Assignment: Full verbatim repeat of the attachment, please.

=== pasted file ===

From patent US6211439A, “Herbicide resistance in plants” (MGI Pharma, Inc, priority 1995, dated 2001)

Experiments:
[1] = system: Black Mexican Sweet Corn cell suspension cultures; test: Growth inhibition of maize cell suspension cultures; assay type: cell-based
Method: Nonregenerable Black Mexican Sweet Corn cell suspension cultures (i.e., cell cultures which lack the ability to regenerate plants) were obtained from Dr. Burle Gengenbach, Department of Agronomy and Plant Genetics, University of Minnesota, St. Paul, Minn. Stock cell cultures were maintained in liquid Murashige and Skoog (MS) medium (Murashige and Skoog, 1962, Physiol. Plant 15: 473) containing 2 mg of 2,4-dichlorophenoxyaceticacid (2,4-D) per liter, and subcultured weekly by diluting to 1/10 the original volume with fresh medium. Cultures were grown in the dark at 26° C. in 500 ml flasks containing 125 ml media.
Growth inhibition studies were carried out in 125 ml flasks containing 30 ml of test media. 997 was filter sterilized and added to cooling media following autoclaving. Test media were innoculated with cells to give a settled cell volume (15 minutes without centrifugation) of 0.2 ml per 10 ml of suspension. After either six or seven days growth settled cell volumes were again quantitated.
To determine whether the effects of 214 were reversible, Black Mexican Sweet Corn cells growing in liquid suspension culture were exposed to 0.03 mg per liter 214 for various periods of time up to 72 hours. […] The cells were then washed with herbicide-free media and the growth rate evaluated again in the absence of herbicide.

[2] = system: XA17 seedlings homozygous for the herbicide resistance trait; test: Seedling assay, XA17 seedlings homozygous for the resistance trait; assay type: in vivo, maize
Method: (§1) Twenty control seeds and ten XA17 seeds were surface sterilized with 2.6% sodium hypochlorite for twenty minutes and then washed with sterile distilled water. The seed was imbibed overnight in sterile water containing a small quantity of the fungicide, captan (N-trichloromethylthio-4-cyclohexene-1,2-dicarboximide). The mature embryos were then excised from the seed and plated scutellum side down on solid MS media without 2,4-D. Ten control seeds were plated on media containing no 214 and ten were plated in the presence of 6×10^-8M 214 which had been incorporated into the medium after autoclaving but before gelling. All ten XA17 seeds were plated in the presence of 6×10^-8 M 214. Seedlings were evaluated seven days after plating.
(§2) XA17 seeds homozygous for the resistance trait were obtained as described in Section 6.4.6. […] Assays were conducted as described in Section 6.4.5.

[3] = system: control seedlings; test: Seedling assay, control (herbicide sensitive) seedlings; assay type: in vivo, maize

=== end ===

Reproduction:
From patent US6211439A, “Herbicide resistance in plants” (MGI Pharma, Inc, priority 1995, dated 2001)

Experiments:
[1] = system: Black Mexican Sweet Corn cell suspension cultures; test: Growth inhibition of maize cell suspension cultures; assay type: cell-based
Method: Nonregenerable Black Mexican Sweet Corn cell suspension cultures (i.e., cell cultures which lack the ability to regenerate plants) were obtained from Dr. Burle Gengenbach, Department of Agronomy and Plant Genetics, University of Minnesota, St. Paul, Minn. Stock cell cultures were maintained in liquid Murashige and Skoog (MS) medium (Murashige and Skoog, 1962, Physiol. Plant 15: 473) containing 2 mg of 2,4-dichlorophenoxyaceticacid (2,4-D) per liter, and subcultured weekly by diluting to 1/10 the original volume with fresh medium. Cultures were grown in the dark at 26° C. in 500 ml flasks containing 125 ml media.
Growth inhibition studies were carried out in 125 ml flasks containing 30 ml of test media. 997 was filter sterilized and added to cooling media following autoclaving. Test media were innoculated with cells to give a settled cell volume (15 minutes without centrifugation) of 0.2 ml per 10 ml of suspension. After either six or seven days growth settled cell volumes were again quantitated.
To determine whether the effects of 214 were reversible, Black Mexican Sweet Corn cells growing in liquid suspension culture were exposed to 0.03 mg per liter 214 for various periods of time up to 72 hours. […] The cells were then washed with herbicide-free media and the growth rate evaluated again in the absence of herbicide.

[2] = system: XA17 seedlings homozygous for the herbicide resistance trait; test: Seedling assay, XA17 seedlings homozygous for the resistance trait; assay type: in vivo, maize
Method: (§1) Twenty control seeds and ten XA17 seeds were surface sterilized with 2.6% sodium hypochlorite for twenty minutes and then washed with sterile distilled water. The seed was imbibed overnight in sterile water containing a small quantity of the fungicide, captan (N-trichloromethylthio-4-cyclohexene-1,2-dicarboximide). The mature embryos were then excised from the seed and plated scutellum side down on solid MS media without 2,4-D. Ten control seeds were plated on media containing no 214 and ten were plated in the presence of 6×10^-8M 214 which had been incorporated into the medium after autoclaving but before gelling. All ten XA17 seeds were plated in the presence of 6×10^-8 M 214. Seedlings were evaluated seven days after plating.
(§2) XA17 seeds homozygous for the resistance trait were obtained as described in Section 6.4.6. […] Assays were conducted as described in Section 6.4.5.

[3] = system: control seedlings; test: Seedling assay, control (herbicide sensitive) seedlings; assay type: in vivo, maize